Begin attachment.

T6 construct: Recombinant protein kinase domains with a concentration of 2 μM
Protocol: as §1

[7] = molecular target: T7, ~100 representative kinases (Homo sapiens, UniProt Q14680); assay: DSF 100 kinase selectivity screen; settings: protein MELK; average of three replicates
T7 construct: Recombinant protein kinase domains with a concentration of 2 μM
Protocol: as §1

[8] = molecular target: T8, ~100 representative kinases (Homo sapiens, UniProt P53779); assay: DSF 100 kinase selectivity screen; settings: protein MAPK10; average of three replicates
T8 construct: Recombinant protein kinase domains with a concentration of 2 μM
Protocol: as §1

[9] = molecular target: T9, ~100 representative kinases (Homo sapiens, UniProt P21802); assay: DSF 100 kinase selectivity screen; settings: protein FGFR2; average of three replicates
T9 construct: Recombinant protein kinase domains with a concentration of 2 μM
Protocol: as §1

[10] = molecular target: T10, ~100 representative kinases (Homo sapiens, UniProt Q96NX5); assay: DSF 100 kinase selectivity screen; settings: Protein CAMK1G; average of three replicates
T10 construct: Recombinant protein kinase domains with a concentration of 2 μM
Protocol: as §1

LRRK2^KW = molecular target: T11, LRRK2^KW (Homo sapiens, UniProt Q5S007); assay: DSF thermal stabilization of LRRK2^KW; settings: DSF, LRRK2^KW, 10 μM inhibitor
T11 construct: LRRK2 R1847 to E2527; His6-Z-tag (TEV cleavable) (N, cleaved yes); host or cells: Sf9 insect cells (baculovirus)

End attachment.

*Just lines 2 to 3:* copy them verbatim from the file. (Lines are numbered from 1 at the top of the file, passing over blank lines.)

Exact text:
Protocol: as §1

[7] = molecular target: T7, ~100 representative kinases (Homo sapiens, UniProt Q14680); assay: DSF 100 kinase selectivity screen; settings: protein MELK; average of three replicates